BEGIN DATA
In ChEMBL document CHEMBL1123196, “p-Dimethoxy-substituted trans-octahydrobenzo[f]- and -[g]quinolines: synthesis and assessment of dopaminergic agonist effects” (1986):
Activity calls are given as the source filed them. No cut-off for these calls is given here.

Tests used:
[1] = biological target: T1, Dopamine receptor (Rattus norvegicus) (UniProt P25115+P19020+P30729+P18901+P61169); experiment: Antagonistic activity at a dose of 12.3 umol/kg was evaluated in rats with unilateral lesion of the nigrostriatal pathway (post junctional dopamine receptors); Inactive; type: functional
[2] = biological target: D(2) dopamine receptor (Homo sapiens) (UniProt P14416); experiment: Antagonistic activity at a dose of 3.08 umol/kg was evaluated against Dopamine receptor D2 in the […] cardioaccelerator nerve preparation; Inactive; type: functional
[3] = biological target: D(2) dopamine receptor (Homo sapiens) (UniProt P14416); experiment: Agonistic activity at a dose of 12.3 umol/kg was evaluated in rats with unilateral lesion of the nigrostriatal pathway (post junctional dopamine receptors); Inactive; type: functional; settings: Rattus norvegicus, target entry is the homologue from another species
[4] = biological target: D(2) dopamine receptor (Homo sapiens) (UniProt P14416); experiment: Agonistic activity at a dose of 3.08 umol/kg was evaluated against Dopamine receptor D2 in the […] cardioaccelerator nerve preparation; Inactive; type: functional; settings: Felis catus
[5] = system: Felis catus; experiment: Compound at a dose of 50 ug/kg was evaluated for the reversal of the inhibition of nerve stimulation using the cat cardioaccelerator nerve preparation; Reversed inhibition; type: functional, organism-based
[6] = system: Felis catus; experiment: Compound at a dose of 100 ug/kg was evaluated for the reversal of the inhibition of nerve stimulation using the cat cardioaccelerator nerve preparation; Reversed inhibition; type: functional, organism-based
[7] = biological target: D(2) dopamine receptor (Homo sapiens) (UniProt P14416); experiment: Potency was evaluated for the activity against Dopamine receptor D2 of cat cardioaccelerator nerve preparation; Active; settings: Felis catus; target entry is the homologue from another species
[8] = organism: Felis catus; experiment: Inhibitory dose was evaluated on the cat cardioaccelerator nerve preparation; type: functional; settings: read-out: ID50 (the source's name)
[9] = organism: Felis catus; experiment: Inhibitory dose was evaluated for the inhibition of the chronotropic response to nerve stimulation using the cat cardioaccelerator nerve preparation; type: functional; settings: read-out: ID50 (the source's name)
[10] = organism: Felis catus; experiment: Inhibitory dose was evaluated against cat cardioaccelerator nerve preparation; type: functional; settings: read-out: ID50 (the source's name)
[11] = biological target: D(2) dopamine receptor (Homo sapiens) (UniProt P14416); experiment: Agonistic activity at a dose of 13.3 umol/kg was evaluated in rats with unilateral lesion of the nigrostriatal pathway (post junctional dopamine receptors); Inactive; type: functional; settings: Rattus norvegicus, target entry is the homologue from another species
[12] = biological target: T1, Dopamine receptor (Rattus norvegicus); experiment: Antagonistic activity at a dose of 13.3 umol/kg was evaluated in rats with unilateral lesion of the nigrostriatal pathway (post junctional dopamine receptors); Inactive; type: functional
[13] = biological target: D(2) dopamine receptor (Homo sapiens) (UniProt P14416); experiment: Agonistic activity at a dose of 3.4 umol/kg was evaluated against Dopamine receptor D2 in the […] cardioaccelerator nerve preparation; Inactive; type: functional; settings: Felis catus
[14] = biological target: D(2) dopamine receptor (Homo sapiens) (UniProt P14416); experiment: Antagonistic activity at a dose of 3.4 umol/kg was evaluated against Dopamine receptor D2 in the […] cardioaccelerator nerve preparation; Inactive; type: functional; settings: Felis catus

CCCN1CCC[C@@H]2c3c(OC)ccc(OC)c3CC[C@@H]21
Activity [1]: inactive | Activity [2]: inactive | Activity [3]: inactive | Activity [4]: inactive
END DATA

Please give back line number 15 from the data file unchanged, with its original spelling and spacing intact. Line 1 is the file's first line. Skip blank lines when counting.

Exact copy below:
[12] = biological target: T1, Dopamine receptor (Rattus norvegicus); experiment: Antagonistic activity at a dose of 13.3 umol/kg was evaluated in rats with unilateral lesion of the nigrostriatal pathway (post junctional dopamine receptors); Inactive; type: functional